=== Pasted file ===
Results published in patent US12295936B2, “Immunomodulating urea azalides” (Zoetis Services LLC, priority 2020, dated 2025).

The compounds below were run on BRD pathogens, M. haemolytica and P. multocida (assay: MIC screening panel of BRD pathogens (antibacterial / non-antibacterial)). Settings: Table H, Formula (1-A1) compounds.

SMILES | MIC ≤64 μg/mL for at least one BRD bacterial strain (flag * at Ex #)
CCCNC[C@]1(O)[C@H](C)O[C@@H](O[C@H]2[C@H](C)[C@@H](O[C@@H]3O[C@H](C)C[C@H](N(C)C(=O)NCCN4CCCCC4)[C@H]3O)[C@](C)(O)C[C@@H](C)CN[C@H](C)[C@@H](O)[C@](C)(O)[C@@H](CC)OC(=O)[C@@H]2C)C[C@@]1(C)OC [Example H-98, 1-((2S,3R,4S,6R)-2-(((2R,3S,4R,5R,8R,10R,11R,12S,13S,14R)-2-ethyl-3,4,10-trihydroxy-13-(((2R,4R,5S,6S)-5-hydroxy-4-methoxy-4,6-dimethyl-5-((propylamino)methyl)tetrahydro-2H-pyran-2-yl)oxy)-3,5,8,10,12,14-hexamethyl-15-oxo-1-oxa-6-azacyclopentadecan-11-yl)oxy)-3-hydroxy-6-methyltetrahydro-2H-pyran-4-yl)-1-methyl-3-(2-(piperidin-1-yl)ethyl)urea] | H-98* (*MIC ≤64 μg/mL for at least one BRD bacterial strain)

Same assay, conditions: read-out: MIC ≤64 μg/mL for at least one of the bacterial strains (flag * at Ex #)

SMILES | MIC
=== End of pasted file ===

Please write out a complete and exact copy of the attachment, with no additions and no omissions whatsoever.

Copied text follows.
Results published in patent US12295936B2, “Immunomodulating urea azalides” (Zoetis Services LLC, priority 2020, dated 2025).

The compounds below were run on BRD pathogens, M. haemolytica and P. multocida (assay: MIC screening panel of BRD pathogens (antibacterial / non-antibacterial)). Settings: Table H, Formula (1-A1) compounds.

SMILES | MIC ≤64 μg/mL for at least one BRD bacterial strain (flag * at Ex #)
CCCNC[C@]1(O)[C@H](C)O[C@@H](O[C@H]2[C@H](C)[C@@H](O[C@@H]3O[C@H](C)C[C@H](N(C)C(=O)NCCN4CCCCC4)[C@H]3O)[C@](C)(O)C[C@@H](C)CN[C@H](C)[C@@H](O)[C@](C)(O)[C@@H](CC)OC(=O)[C@@H]2C)C[C@@]1(C)OC [Example H-98, 1-((2S,3R,4S,6R)-2-(((2R,3S,4R,5R,8R,10R,11R,12S,13S,14R)-2-ethyl-3,4,10-trihydroxy-13-(((2R,4R,5S,6S)-5-hydroxy-4-methoxy-4,6-dimethyl-5-((propylamino)methyl)tetrahydro-2H-pyran-2-yl)oxy)-3,5,8,10,12,14-hexamethyl-15-oxo-1-oxa-6-azacyclopentadecan-11-yl)oxy)-3-hydroxy-6-methyltetrahydro-2H-pyran-4-yl)-1-methyl-3-(2-(piperidin-1-yl)ethyl)urea] | H-98* (*MIC ≤64 μg/mL for at least one BRD bacterial strain)

Same assay, conditions: read-out: MIC ≤64 μg/mL for at least one of the bacterial strains (flag * at Ex #)

SMILES | MIC